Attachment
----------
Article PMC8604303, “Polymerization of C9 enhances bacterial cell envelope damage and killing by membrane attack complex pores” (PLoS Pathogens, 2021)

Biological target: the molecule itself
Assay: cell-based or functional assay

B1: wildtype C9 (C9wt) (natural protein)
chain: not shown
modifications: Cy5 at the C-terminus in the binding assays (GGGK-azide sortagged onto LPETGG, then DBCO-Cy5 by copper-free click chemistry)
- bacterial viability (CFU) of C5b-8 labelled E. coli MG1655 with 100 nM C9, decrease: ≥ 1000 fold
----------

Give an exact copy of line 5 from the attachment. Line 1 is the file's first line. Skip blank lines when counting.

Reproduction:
chain: not shown